"would become" is more commonly used when describing the effect of a single conditional:
If I could get my hands on that weapon, then I would become the most powerful person in the world!
To phrase your context in this manner:
If they attended that school, then they would become great musicians.
You can use "would become" in the first part of the conditional:
If you would become the most powerful person in the world, then I must kill you.
But your example is trying to use it in a nested hypothetical:
What if you would become the most powerful person in the world?
Using "would become" here assumes a second "if":
What if you would become the most powerful person in the world if you got your hands on that weapon?
Your example's full context provides the second "if" in the first sentence. Merging the sentences together is stylistically ugly but it can help highlight what is happening:
What if they would become great musicians [if they attended that school]?
Note that the "if" doesn't have to be a literal "if":
What if they would become great musicians [as a result of attending that school]?
What if they would become great musicians [because they attended that school]?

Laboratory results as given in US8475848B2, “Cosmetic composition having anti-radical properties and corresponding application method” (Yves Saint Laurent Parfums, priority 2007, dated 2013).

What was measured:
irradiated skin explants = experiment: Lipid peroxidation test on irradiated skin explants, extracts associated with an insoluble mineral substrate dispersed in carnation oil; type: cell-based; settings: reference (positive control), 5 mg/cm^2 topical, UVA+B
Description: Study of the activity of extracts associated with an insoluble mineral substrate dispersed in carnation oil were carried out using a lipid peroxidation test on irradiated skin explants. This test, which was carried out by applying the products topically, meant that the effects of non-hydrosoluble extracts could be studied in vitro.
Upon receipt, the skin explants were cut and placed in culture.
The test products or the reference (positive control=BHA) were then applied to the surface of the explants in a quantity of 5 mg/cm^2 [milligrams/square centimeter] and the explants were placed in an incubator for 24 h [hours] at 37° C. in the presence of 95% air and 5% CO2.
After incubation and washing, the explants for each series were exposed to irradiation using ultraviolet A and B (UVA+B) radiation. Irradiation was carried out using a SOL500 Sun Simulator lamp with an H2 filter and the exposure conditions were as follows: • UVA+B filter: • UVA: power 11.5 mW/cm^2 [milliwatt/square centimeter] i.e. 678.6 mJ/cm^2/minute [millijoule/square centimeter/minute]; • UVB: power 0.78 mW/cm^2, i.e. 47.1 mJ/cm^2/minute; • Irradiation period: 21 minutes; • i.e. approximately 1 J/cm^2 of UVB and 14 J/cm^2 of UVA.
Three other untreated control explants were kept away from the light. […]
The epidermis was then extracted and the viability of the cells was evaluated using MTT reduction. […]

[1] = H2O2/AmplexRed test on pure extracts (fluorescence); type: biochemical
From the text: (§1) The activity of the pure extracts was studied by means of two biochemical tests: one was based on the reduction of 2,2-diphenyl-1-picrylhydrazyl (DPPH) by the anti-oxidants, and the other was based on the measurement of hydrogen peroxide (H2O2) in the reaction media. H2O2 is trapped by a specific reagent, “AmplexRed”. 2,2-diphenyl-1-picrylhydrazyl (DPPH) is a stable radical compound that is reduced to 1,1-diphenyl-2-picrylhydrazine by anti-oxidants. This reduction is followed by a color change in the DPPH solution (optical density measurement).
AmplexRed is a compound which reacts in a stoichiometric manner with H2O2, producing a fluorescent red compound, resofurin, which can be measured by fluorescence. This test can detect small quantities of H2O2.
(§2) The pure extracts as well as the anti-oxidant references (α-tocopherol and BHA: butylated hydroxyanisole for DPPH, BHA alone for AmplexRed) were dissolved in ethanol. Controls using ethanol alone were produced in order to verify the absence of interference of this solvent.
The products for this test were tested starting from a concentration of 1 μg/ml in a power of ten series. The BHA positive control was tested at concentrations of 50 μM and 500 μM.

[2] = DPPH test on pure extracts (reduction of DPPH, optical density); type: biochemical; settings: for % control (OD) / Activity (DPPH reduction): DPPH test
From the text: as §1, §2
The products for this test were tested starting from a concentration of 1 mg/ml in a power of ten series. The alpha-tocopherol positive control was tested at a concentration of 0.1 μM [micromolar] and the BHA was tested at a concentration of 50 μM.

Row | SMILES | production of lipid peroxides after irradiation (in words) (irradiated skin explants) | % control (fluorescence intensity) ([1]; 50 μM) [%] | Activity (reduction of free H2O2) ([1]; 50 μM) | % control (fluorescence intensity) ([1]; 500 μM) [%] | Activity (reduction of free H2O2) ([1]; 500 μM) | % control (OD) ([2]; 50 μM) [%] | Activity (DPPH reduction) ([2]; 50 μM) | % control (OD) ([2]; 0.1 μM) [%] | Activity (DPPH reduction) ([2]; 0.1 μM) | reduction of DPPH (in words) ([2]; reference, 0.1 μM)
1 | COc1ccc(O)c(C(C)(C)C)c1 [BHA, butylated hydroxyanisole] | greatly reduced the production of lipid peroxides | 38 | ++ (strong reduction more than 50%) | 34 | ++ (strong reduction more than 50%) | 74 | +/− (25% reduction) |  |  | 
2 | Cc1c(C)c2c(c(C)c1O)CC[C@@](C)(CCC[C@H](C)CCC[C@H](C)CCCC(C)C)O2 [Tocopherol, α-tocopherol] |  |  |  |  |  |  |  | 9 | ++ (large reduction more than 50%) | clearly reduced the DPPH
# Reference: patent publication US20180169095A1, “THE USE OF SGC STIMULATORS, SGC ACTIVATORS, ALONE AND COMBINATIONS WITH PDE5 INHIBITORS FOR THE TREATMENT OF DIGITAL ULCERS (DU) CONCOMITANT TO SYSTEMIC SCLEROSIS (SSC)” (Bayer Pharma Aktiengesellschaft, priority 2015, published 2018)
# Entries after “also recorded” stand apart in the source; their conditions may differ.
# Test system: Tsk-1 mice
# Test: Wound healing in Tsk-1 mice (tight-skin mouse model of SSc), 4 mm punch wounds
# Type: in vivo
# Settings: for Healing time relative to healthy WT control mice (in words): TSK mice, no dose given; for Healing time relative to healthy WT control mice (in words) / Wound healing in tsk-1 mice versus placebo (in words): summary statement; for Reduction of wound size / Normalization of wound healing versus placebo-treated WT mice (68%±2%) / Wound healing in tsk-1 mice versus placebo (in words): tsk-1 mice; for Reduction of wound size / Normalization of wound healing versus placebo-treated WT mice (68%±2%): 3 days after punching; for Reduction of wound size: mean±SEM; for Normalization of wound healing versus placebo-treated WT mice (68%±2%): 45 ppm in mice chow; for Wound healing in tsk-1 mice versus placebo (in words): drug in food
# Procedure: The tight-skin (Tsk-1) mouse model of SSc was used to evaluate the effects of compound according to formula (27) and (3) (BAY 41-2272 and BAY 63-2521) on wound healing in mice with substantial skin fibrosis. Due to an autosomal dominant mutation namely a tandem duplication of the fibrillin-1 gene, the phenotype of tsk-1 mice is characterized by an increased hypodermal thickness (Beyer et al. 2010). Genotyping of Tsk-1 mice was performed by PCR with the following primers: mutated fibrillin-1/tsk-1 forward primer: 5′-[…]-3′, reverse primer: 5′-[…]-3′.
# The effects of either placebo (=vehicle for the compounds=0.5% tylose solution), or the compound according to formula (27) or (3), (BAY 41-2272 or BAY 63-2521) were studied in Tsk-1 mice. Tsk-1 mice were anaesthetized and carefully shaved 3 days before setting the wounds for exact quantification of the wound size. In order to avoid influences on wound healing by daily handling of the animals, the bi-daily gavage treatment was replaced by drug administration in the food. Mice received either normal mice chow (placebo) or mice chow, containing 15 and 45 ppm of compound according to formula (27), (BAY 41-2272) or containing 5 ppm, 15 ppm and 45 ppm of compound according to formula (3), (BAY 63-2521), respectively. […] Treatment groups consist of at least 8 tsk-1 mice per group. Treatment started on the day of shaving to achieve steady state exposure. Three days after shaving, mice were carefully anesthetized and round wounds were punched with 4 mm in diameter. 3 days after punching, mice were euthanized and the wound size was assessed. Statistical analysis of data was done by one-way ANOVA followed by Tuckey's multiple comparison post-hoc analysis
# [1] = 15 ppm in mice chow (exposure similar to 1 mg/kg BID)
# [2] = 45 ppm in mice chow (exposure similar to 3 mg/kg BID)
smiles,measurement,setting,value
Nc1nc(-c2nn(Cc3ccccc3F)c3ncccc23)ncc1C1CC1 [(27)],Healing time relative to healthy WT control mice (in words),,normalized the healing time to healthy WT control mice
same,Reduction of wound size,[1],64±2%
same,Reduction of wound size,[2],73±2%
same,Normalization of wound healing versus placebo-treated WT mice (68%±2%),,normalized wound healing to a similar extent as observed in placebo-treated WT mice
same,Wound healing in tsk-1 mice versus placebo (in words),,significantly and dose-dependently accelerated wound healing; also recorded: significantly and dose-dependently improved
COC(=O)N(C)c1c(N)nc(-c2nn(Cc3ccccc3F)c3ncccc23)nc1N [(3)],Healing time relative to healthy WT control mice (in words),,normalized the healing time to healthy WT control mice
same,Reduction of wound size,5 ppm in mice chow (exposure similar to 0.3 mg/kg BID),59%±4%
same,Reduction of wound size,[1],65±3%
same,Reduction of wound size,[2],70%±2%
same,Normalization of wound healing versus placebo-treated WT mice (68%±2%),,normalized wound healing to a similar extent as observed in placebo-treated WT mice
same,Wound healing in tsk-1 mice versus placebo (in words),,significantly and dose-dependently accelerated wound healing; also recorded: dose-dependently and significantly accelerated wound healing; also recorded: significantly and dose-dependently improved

Therefore, your first example is correct usage.
Your second example uses "became" which does not automatically assume a second conditional. You could simply ask:
What if they became great musicians?
The presence of the first sentence in your context does imply such a second conditional and this is perfectly acceptable:
Do you think they shouldn't attend that school? What if they became great musicians?
It is clear from the context that the "became" clause is implying that they would become musicians as a result of attending the school. Technically this association is unnecessary and you could theoretically read the question as:
Do you think they shouldn't attend that school? I want them to become lawyers by attending that school. What if they became great musicians [because they didn't attend that school]?
But this is less common and is more likely to confuse readers. So, in the end, the second example is also correct usage and conveys the same meaning as the first example.